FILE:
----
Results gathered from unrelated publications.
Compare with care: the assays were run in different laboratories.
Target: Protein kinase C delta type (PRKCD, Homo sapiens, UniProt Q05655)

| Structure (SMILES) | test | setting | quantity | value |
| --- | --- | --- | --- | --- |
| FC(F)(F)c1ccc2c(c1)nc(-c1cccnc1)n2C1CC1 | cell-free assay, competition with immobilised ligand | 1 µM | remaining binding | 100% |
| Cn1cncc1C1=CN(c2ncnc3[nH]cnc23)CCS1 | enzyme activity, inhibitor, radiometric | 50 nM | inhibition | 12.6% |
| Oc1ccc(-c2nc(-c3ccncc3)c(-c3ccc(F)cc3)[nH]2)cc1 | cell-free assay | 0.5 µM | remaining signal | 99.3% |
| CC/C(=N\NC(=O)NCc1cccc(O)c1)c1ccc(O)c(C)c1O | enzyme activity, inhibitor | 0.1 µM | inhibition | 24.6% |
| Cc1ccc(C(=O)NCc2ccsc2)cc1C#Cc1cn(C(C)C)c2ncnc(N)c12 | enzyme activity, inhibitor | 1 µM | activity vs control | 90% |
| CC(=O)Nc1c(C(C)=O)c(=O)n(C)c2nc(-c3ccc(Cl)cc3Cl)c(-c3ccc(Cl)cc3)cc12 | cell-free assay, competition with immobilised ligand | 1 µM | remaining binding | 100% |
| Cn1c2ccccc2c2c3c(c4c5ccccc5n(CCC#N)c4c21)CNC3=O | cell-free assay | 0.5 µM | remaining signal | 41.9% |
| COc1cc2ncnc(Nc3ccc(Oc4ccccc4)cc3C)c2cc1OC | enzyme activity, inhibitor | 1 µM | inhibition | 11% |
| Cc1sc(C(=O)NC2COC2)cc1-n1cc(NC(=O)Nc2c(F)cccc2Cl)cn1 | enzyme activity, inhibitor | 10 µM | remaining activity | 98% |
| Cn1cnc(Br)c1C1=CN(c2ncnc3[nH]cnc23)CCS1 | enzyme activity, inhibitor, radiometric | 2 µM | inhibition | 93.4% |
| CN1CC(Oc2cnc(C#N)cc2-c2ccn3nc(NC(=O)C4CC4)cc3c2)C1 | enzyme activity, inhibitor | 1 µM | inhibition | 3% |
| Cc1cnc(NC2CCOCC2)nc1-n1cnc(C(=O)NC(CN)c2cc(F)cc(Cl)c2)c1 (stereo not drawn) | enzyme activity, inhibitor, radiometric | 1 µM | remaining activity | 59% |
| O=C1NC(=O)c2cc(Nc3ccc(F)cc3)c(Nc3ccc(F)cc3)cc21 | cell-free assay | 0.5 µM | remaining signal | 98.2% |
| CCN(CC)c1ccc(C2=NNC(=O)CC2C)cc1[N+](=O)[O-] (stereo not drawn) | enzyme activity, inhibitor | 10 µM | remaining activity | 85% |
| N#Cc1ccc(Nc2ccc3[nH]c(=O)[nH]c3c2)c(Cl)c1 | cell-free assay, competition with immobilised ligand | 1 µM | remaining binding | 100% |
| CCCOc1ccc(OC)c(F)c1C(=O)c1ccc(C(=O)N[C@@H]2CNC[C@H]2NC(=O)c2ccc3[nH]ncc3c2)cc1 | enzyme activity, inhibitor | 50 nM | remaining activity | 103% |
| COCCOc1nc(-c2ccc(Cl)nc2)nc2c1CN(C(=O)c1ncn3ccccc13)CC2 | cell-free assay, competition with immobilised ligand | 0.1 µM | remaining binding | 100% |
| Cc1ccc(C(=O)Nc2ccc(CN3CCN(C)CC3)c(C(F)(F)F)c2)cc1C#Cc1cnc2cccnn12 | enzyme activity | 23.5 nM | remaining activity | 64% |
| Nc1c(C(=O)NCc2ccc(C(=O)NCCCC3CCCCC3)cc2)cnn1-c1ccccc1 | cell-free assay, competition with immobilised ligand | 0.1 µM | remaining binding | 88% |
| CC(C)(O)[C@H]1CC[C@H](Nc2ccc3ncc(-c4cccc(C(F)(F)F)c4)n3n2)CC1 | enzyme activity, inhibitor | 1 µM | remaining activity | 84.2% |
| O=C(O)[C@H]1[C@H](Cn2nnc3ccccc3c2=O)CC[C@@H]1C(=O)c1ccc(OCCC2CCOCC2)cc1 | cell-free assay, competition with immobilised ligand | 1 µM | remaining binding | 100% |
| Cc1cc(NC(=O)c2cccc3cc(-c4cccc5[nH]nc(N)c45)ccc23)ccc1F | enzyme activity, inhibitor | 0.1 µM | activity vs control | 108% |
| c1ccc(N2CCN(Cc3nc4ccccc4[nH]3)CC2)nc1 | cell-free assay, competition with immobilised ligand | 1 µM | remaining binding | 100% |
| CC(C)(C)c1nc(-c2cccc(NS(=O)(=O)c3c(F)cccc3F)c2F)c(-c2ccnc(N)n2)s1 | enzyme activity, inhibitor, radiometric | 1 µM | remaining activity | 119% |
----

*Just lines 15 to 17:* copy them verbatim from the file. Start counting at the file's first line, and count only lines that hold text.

| Cn1cnc(Br)c1C1=CN(c2ncnc3[nH]cnc23)CCS1 | enzyme activity, inhibitor, radiometric | 2 µM | inhibition | 93.4% |
| CN1CC(Oc2cnc(C#N)cc2-c2ccn3nc(NC(=O)C4CC4)cc3c2)C1 | enzyme activity, inhibitor | 1 µM | inhibition | 3% |
| Cc1cnc(NC2CCOCC2)nc1-n1cnc(C(=O)NC(CN)c2cc(F)cc(Cl)c2)c1 (stereo not drawn) | enzyme activity, inhibitor, radiometric | 1 µM | remaining activity | 59% |